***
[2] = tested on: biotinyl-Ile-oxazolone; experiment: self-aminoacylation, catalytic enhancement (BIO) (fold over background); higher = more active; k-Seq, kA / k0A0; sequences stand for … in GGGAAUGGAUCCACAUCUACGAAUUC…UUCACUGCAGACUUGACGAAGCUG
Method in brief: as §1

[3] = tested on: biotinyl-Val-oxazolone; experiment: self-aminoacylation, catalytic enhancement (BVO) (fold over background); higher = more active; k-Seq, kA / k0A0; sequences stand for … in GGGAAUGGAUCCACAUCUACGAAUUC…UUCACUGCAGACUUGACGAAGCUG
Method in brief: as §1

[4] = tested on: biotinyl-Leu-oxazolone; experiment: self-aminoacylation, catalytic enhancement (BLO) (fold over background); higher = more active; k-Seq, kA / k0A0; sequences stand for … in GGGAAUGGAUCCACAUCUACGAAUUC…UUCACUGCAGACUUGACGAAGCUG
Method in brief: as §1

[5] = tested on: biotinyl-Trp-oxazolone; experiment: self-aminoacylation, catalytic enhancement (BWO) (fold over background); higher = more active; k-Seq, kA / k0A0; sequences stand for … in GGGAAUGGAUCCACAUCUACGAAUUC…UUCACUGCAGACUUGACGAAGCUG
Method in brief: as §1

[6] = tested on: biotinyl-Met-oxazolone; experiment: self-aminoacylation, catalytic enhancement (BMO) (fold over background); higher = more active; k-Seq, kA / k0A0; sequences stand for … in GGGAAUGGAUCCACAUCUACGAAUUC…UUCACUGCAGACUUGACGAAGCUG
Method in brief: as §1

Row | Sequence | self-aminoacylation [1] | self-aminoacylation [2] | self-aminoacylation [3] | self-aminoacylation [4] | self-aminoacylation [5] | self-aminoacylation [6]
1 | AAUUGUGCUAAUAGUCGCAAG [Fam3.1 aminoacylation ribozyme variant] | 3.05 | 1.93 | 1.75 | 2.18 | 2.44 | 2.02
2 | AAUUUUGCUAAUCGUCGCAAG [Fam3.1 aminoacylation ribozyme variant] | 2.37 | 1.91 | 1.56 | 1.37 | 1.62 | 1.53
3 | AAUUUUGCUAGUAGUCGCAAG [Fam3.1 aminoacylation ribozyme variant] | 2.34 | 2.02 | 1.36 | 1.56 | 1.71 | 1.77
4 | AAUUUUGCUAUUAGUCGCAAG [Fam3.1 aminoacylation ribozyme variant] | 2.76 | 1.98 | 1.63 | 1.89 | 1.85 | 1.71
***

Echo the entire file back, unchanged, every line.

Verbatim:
[2] = tested on: biotinyl-Ile-oxazolone; experiment: self-aminoacylation, catalytic enhancement (BIO) (fold over background); higher = more active; k-Seq, kA / k0A0; sequences stand for … in GGGAAUGGAUCCACAUCUACGAAUUC…UUCACUGCAGACUUGACGAAGCUG
Method in brief: as §1

[3] = tested on: biotinyl-Val-oxazolone; experiment: self-aminoacylation, catalytic enhancement (BVO) (fold over background); higher = more active; k-Seq, kA / k0A0; sequences stand for … in GGGAAUGGAUCCACAUCUACGAAUUC…UUCACUGCAGACUUGACGAAGCUG
Method in brief: as §1

[4] = tested on: biotinyl-Leu-oxazolone; experiment: self-aminoacylation, catalytic enhancement (BLO) (fold over background); higher = more active; k-Seq, kA / k0A0; sequences stand for … in GGGAAUGGAUCCACAUCUACGAAUUC…UUCACUGCAGACUUGACGAAGCUG
Method in brief: as §1

[5] = tested on: biotinyl-Trp-oxazolone; experiment: self-aminoacylation, catalytic enhancement (BWO) (fold over background); higher = more active; k-Seq, kA / k0A0; sequences stand for … in GGGAAUGGAUCCACAUCUACGAAUUC…UUCACUGCAGACUUGACGAAGCUG
Method in brief: as §1

[6] = tested on: biotinyl-Met-oxazolone; experiment: self-aminoacylation, catalytic enhancement (BMO) (fold over background); higher = more active; k-Seq, kA / k0A0; sequences stand for … in GGGAAUGGAUCCACAUCUACGAAUUC…UUCACUGCAGACUUGACGAAGCUG
Method in brief: as §1

Row | Sequence | self-aminoacylation [1] | self-aminoacylation [2] | self-aminoacylation [3] | self-aminoacylation [4] | self-aminoacylation [5] | self-aminoacylation [6]
1 | AAUUGUGCUAAUAGUCGCAAG [Fam3.1 aminoacylation ribozyme variant] | 3.05 | 1.93 | 1.75 | 2.18 | 2.44 | 2.02
2 | AAUUUUGCUAAUCGUCGCAAG [Fam3.1 aminoacylation ribozyme variant] | 2.37 | 1.91 | 1.56 | 1.37 | 1.62 | 1.53
3 | AAUUUUGCUAGUAGUCGCAAG [Fam3.1 aminoacylation ribozyme variant] | 2.34 | 2.02 | 1.36 | 1.56 | 1.71 | 1.77
4 | AAUUUUGCUAUUAGUCGCAAG [Fam3.1 aminoacylation ribozyme variant] | 2.76 | 1.98 | 1.63 | 1.89 | 1.85 | 1.71